TRANSCRIPTIONAL REGULATION OF THE c-fms PROMOTER BY THE ETS FAMILY OF TRANSCRIPTION FACTORS
University of Queensland
Professor David Hume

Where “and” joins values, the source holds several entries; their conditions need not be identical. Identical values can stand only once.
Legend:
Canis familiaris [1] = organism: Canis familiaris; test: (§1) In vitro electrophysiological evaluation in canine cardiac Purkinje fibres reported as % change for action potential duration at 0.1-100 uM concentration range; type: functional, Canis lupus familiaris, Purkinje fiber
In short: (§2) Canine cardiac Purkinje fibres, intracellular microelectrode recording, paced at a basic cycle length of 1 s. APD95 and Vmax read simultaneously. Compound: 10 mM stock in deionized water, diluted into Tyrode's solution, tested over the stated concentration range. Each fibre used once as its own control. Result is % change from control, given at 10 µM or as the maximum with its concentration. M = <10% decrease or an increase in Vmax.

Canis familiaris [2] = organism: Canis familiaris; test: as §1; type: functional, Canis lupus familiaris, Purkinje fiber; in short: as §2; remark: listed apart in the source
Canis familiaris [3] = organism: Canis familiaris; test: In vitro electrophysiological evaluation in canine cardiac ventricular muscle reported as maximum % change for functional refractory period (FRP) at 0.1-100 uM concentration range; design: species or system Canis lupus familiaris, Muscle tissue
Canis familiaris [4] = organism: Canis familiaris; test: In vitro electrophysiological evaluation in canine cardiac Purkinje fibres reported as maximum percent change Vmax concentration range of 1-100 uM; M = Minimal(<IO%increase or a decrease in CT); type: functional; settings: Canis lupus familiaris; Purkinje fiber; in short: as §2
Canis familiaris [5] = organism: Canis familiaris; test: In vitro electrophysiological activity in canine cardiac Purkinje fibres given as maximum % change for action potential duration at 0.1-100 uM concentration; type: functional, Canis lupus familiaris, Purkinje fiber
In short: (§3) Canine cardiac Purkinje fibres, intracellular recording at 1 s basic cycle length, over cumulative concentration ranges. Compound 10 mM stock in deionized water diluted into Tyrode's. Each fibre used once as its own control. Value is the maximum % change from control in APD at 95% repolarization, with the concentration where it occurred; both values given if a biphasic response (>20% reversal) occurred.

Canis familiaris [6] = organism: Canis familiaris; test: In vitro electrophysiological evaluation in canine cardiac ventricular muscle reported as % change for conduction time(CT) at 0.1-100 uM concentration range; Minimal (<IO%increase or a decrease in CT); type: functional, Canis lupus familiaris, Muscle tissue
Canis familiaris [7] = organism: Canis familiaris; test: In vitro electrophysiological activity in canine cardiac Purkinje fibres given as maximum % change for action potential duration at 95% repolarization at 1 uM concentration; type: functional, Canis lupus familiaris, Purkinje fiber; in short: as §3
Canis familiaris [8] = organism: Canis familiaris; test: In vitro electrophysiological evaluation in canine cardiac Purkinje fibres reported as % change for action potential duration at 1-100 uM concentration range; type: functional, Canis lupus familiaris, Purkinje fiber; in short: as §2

CSF-1, and its cognate CSF-1 receptor encoded by the fms proto-oncogene, controls the proliferation, differentiation and survival of macrophages. The c-fms gene has two promoters, separately directing expression in macrophage and trophoblast cell lineages. The macrophage c-fms proximal promoter is an archetypal myeloid-specific promoter. It lacks elements that normally determine the site of transcriptional initiation. Instead, the promoter structure consists of multiple purine-rich motifs near the multiple transcriptional start sites, which contribute to the different functions of transcriptional initiation. This study focuses on the role of the ETS family transcription factors as regulators, which bind purine-rich motifs as regulators of gene expression in macrophages. The first section of this thesis was concerned with the identification of ETS family transcription factors expressed in mouse macrophages. Quantitative real-time PCR demonstrated that 17 of 24 ETS factors were expressed in macrophages grown from marrow in CSF-1. The macrophage-expressed ETS factors were tested for their ability to regulate the c-fms proximal promoter, via transient transfection analysis. In addition to known factors (PU.1 and ETS-2), ERG and FLI-1 were shown to transactivate the c-fms promoter; conversely NET and TEL trans-repressed activity. This study provides evidence towards ERG as the key factor regulating c-fms expression in embryonic macrophages before other ETS factors are expressed, namely PU.1 The second section of this thesis aimed at identifying the ETS protein-protein interaction network within the macrophage cell. This network was discerned from multiple data sets, including ETS protein partners identified from the modified version of the mammalian two-hybrid system, together with the integration of literature and public database searches. Furthermore, the mammalian two-hybrid system generated previously uncharacterized ETS protein partners. Parameter analysis of the macrophage-ETS-transcriptional network demonstrated the networks scalefree topology, in accordance with previously characterised protein-protein networks. ETS-2 was an example of a predicted hub within the macrophage-ETS-transcriptional network. ETS-2 is known to be phosphorylated on threonine 72 by CSF-1 regulated MAP kinase activation. These findings demonstrated that ablation of ETS-2 phosphorylation did not have a significant impact on the macrophage-ETStranscriptional network. In addition, ETS-2 phosphorylation was shown to be redundant in c-fms promoter signalling. An alternative ETS factor that may substitute for ETS-2 trans-activation of the c-fms promoter was identified to be NET. The results indicate that ETS factors constitute a transcriptional network within the macrophage cell, with the c-fms gene as one target for regulation.